Eight ways to tackle imposter syndrome

There seems to be a shared trait among nerds that we all tend to doubt our abilities and think we’re not good enough, even when we are particularly skilled. I know how shit imposter syndrome can be and it once held me back within my career and business but I learned to push through it.

The voice does occasionally creep in but I’ve built a toolkit for dealing with it and that’s what I want to share with you today. I want to take you through cont­rolling your inner voice on those days when you feel like a fraud.

For most of us, imposter syndrome probably comes from pressure placed on us during our formative years. Perhaps you grew up with perfectionist parents or an overachieving sibling, or maybe you had teachers in school who piled too much pressure on you because they saw that spark of intelligence. The latter is exactly what had me hiding away playing video games during highschool.

If you can dig down into the reasons behind not feeling good enough, great! But for now, I want to look at a few things you can do to start to overcome your imposter syndrome.

What do you believe?

This can be an uncomfortable process as it makes you dig down into those beliefs you hold about yourself. Take time to explore why you don’t think you’re good enough. Is it because you think you’re not experienced enough, not intelligent enough, or not strong enough? Why? If you can uncover why you feel a certain way you can take steps to challenge those beliefs.

Think about whether those beliefs help or hinder you and try to determine if there have ever been situations where that belief isn’t true for you. Think about what others would say too, do they believe it’s true? Let’s say your best friend if they think you’re intelligent enough to do your job. Obviously, they’ll say yes. Then perhaps ask them why and I’m sure they’ll be more than willing to list off a whole heap of stuff about what you’ve done in the past.

Talk to someone

Talking about any situation where you feel like you’re not good enough isn’t weak. In fact, it’s the strongest thing you can do and shows a high level of emotional intelligence. By talking about your situation, you’ll start to build a support network of people who can help you challenge The Voice.

Look at your achievements

It’s important that you start to create a toolkit that helps you challenge any limiting beliefs. It’s not egotistical or big headed to celebrate when you do something well and you’ll become more comfortable with this, the more you do it. If you’re a gamer, start to celebrate your achievements as you play. Write down that time you hit 100% completion or came out top in a multi-player shooter five times in a row. Then start to transfer this to your life.

I tend to save screenshots of my Amazon reviews and any messages where someone has thanked me for coaching or some of my content. These reminders that I’m doing good work that helps people is more than enough to keep me going on those days where I feel down.

You might create diary entries of praise or good feedback at work. You might screenshot reviews of your work, or you might create written records or a scrapbook of times you’ve achieved something. I really like the idea of writing down achievements of all sorts on slips of paper then putting them in a jar to read later.

Find a champion

One of the turning points for me in overcoming imposter syndrome was joining a business mastermind group. I now have three champions who are happy to celebrate my successes and show me how well I’m doing. (And talk D&D.)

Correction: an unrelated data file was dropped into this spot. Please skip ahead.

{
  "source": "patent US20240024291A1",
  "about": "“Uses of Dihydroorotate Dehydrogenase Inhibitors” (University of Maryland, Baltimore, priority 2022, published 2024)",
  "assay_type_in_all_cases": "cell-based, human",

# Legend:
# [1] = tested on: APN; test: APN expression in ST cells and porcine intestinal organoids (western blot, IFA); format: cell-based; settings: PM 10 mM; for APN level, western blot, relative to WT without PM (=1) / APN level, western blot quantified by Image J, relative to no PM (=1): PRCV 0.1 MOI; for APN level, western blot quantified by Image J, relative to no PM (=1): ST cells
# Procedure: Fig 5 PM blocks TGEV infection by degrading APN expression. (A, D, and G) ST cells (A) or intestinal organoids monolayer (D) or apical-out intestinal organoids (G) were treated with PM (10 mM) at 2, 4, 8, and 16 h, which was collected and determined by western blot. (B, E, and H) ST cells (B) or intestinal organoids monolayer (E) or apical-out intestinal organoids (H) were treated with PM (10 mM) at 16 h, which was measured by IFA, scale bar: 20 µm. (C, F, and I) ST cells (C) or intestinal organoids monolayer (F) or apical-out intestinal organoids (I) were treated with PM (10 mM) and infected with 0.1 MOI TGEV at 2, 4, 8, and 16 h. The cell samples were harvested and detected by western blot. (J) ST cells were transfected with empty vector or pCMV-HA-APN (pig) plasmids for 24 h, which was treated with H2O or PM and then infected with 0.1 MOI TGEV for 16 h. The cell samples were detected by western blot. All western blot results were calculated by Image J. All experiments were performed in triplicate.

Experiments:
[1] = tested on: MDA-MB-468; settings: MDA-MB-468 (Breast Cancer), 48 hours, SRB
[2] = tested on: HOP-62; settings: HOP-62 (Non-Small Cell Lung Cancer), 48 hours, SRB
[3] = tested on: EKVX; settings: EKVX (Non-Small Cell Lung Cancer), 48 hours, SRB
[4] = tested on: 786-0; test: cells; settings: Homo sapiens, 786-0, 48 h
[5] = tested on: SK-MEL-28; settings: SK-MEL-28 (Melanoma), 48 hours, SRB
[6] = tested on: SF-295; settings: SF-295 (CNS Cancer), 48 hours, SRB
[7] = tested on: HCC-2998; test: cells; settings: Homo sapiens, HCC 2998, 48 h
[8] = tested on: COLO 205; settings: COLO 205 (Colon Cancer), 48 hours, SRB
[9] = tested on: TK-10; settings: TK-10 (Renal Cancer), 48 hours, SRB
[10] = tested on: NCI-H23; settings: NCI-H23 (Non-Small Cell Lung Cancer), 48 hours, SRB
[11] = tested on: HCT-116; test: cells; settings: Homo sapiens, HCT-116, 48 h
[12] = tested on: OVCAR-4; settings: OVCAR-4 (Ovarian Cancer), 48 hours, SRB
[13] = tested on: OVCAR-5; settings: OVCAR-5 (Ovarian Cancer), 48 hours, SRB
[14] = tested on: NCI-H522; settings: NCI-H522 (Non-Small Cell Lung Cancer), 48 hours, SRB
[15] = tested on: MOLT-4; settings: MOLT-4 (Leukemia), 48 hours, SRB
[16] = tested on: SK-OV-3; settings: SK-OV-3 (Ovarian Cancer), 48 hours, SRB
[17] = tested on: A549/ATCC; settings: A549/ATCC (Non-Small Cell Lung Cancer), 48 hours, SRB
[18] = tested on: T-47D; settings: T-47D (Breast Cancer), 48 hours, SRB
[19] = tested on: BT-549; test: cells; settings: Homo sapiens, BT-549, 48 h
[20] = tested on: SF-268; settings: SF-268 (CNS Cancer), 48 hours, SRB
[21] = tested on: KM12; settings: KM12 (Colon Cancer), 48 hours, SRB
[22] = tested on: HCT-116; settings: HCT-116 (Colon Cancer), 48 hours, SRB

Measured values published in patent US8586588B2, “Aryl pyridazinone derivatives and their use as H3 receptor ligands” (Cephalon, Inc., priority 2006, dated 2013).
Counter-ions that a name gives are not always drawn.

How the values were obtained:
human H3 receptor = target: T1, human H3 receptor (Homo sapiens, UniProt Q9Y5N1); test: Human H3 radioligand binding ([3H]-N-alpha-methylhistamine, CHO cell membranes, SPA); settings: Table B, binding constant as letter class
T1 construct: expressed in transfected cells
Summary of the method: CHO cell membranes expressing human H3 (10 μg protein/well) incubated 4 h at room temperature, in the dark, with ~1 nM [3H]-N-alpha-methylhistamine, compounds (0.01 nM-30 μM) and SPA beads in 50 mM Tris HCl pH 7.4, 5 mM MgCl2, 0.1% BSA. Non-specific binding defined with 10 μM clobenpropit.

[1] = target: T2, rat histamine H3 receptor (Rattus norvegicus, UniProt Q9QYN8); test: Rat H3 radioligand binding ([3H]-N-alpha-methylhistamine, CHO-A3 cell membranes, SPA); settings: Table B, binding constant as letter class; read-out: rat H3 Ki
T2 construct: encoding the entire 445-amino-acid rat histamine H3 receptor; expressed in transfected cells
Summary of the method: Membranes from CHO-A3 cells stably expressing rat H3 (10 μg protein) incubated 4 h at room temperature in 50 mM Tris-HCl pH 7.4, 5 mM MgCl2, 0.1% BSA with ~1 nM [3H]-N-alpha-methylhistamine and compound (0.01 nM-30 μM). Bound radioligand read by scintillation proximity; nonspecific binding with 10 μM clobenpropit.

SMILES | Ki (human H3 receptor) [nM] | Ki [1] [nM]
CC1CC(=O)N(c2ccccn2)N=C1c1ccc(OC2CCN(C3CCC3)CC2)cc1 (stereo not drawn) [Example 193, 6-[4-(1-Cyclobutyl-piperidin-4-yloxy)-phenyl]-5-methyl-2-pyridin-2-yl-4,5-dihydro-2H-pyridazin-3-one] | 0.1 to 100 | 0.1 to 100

For you, this person might be a friend, a coach, a business person or a family member. Having someone on the outside who is able to remind you how well you’re doing is invaluable.

Practice, practice, practice

As you start to challenge your limiting beliefs, you’ll find it gets easier and easier. The more you talk yourself out of feeling like a fraud, the better you’ll get at it.

What are your excuses?

It can be really easy to listen to our internal monologues and do nothing because your brain is telling you you’re not good enough. Don’t just blindly listen. You should challenge those excuses, they’re just trying to stop you from going into a scary situation but this is how you grow and learn; by challenging yourself.

Stop comparing

Instagram culture means we see all these positive snapshots of other people’s lives, making it so easy to compare ourselves to those people – even though you’re not seeing the whole story.

You’re not seeing the 30 previous attempts, or the work that went into creating that shot, or the editing that came after. And you definitely can’t hear their internal monologue that probably sounds a lot like yours.

Remember, you are your only competition.


This is one of my favourite techniques for tackling anythign with it comes to mental health and it’s been invaluable in helping me overcome anxiety.

Spend 20 minutes writing down all the things you believe about yourself. Even the horrible, embarrassing ones you’d never share with anyone. Why do you think you’re not good enough? Why are you a fraud? Dig deep, even if it all comes out as nonsense.

Then read it back out loud.

Getting all of it out there will help you see things from another perspective and you’ll probably realise just how much of what you believe isn’t actually true. Once you can see this, you can start to challenge those beliefs more effectively.

This isn’t a fits-all solution to overcoming imposter syndrome but it might help you start to make progress. My work as a coach, as well as my experience with my own imposter syndrome, gives me a unique perspective on this topic and I’m keen to help as many as people as possible overcome this.

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